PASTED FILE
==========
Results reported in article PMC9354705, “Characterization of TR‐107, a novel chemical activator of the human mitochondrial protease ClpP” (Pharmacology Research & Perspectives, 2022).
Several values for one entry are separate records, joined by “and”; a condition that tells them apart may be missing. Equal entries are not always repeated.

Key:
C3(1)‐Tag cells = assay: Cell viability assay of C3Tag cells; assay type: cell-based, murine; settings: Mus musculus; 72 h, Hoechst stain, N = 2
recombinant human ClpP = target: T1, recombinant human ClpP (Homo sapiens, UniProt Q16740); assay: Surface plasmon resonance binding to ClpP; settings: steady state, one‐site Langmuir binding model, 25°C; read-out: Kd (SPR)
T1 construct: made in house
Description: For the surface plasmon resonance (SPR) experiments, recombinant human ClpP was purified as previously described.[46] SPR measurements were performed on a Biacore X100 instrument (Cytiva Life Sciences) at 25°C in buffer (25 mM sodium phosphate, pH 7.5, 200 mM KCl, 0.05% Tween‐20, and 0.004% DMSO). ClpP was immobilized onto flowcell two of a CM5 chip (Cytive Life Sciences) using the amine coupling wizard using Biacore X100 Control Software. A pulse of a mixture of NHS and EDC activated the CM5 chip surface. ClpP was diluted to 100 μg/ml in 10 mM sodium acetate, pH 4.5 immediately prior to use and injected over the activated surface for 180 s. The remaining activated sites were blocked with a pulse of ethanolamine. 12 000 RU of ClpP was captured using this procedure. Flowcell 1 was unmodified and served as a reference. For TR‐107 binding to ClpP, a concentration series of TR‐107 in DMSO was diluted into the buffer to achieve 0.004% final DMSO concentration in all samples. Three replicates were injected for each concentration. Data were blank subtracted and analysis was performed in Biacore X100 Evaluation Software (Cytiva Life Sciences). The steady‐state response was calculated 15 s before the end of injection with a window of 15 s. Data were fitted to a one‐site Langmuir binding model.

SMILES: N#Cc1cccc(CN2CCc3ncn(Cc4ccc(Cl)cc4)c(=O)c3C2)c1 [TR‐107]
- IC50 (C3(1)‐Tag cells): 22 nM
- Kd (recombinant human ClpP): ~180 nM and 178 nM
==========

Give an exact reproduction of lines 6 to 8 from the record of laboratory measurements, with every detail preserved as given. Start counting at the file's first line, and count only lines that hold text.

T1 construct: made in house
Description: For the surface plasmon resonance (SPR) experiments, recombinant human ClpP was purified as previously described.[46] SPR measurements were performed on a Biacore X100 instrument (Cytiva Life Sciences) at 25°C in buffer (25 mM sodium phosphate, pH 7.5, 200 mM KCl, 0.05% Tween‐20, and 0.004% DMSO). ClpP was immobilized onto flowcell two of a CM5 chip (Cytive Life Sciences) using the amine coupling wizard using Biacore X100 Control Software. A pulse of a mixture of NHS and EDC activated the CM5 chip surface. ClpP was diluted to 100 μg/ml in 10 mM sodium acetate, pH 4.5 immediately prior to use and injected over the activated surface for 180 s. The remaining activated sites were blocked with a pulse of ethanolamine. 12 000 RU of ClpP was captured using this procedure. Flowcell 1 was unmodified and served as a reference. For TR‐107 binding to ClpP, a concentration series of TR‐107 in DMSO was diluted into the buffer to achieve 0.004% final DMSO concentration in all samples. Three replicates were injected for each concentration. Data were blank subtracted and analysis was performed in Biacore X100 Evaluation Software (Cytiva Life Sciences). The steady‐state response was calculated 15 s before the end of injection with a window of 15 s. Data were fitted to a one‐site Langmuir binding model.

SMILES: N#Cc1cccc(CN2CCc3ncn(Cc4ccc(Cl)cc4)c(=O)c3C2)c1 [TR‐107]